Thomas Ahle Thomas Ahle - 3 months ago 10x
Python Question

Killing the child processes with the parent process

I have a program spawning and communicating with CPU heavy, unstable processes, not created by me. If my app crashes or is killed by

, I want the subprocesses to get killed as well, so the user donĀ“t have to track them down and kill them manually.

I know this topic has been covered before, but I have tried all methods described, and none of them seem to live up to survive the test.

I know it must be possible, since terminals do it all the time. If I run something in a terminal, and kill the terminal, the stuff always dies.

I have tried
, double fork and
doesn't work for
; double fork doesn't work at all; and
I have found no way to work with using python.

Today, I found out about
, which should be a way for child processes to order a kill on themselves, when their parent dies.
I tried to use it with
, but it seams to have no effect at all:

import ctypes, subprocess
libc = ctypes.CDLL('/lib/')
implant_bomb = lambda: libc.prctl(PR_SET_PDEATHSIG, TERM)
subprocess.Popen(['gnuchess'], preexec_fn=implant_bomb)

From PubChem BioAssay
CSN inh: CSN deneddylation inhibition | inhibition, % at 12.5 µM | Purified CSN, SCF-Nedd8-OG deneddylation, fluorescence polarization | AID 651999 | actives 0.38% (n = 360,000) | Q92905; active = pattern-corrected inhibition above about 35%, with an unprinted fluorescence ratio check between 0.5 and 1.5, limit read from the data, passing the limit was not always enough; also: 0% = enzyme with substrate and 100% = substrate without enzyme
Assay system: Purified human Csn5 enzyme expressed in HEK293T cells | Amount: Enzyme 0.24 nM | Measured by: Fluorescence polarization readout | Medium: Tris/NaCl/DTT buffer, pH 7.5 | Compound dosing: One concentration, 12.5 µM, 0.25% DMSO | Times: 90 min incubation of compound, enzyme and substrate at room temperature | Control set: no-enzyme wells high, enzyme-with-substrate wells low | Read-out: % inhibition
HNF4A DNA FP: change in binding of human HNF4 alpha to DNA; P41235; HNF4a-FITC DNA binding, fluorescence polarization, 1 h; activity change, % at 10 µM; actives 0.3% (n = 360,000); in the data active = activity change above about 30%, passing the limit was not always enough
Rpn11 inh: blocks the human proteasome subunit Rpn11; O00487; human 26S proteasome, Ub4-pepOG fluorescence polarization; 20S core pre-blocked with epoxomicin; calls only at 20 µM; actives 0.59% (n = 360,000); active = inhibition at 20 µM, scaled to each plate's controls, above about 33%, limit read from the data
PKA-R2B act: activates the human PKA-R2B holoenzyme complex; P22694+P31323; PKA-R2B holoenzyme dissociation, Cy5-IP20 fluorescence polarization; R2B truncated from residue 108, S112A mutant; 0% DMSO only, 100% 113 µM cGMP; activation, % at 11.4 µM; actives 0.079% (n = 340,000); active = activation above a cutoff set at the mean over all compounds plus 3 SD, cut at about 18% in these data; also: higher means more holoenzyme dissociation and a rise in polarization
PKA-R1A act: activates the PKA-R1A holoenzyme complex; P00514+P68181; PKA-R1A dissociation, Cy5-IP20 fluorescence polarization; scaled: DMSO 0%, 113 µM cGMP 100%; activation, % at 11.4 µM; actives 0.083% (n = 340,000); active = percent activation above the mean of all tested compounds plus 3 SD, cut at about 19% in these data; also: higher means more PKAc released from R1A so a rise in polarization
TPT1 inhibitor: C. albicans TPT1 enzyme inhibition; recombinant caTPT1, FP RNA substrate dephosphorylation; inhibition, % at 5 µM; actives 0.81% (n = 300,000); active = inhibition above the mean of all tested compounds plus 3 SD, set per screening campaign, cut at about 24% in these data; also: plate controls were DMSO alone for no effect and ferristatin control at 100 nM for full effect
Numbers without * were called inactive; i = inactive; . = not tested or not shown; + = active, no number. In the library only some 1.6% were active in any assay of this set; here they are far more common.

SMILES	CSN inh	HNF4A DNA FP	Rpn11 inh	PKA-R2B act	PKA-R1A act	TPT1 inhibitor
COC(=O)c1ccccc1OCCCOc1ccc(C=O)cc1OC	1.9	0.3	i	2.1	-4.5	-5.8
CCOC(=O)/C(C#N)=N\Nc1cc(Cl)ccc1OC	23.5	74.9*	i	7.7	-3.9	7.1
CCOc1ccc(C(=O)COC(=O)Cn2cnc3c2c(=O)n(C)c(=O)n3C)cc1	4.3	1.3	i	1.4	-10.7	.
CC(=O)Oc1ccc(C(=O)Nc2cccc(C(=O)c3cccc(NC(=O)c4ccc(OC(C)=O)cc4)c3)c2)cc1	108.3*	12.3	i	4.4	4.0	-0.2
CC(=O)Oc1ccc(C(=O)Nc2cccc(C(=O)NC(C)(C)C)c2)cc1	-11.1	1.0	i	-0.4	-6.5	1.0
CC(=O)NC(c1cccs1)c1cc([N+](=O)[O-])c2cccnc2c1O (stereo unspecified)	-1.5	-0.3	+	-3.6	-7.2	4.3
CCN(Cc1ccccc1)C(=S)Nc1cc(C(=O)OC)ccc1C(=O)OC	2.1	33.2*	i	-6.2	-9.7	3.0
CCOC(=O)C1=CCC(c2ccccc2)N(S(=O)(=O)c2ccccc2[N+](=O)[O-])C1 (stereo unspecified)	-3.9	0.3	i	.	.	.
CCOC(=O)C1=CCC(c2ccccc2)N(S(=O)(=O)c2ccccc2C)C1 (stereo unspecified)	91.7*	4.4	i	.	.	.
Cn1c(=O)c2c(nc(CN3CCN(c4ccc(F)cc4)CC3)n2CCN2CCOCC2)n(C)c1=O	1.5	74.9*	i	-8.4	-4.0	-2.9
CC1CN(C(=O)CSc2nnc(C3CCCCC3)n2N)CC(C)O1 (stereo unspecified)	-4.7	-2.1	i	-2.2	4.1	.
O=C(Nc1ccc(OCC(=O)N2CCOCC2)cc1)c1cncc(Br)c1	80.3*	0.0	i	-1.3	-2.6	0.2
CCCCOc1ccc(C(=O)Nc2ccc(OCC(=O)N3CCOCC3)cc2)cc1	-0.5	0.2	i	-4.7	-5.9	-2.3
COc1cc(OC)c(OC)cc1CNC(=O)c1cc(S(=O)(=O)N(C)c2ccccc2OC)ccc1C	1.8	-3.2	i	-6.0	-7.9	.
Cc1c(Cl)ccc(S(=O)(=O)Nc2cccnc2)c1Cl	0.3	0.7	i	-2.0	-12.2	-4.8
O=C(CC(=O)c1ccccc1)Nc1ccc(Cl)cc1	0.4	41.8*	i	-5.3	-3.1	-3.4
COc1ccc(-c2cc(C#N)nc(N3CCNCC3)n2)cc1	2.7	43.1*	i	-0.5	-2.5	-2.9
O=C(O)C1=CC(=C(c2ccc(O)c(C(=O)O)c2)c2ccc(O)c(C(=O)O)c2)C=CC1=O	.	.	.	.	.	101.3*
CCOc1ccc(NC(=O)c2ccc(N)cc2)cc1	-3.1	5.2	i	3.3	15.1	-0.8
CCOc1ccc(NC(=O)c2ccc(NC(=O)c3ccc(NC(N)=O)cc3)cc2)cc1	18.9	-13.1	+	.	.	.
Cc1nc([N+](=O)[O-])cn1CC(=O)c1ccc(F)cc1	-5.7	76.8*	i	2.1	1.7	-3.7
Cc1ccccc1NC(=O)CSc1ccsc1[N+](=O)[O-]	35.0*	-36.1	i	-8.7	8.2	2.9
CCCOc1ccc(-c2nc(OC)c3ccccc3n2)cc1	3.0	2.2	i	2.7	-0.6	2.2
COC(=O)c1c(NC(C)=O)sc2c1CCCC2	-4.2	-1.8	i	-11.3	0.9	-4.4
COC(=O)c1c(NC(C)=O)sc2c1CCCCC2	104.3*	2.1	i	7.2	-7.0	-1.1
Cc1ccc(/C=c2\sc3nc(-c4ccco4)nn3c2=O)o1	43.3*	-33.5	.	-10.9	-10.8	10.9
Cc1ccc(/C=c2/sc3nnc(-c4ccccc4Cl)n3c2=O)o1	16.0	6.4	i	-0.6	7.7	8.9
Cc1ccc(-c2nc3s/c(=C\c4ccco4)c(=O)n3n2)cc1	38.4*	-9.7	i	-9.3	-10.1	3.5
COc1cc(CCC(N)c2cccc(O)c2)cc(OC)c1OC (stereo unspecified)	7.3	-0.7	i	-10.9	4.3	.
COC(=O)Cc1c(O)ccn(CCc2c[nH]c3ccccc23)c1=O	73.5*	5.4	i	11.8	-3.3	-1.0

In the above, the child is created and the parent exits. Now you would expect
to receive a
and die, but it doesn't. I can still find it in my process manager using 100% CPU.

Can anybody tell me if there is something wrong with my use of
or do you know how terminals manage to kill their children?


prctl's PR_SET_DEATHSIG can only be set for this very process that's calling prctl -- not for any other process, including this specific process's children. The way the man page I'm pointing to expresses this is "This value is cleared upon a fork()" -- fork, of course, is the way other processes are spawned (in Linux and any other Unix-y OS).

If you have no control over the code you want to run in subprocesses (as would be the case, essentially, for your gnuchess example), I suggest you first spawn a separate small "monitor" process with the role of keeping track of all of its siblings (your parent process can let the monitor know about those siblings' pids as it spawns them) and sending them killer signals when the common parent dies (the monitor needs to poll for that, waking up every N seconds for some N of your choice to check if the parent's still alive; use select to wait for more info from the parent with a timeout of N seconds, within a loop).

Not trivial, but then such system tasks often aren't. Terminals do it differently (via the concept of a "controlling terminal" for a process group) but of course it's trivial for any child to block THAT off (double forks, nohup, and so on).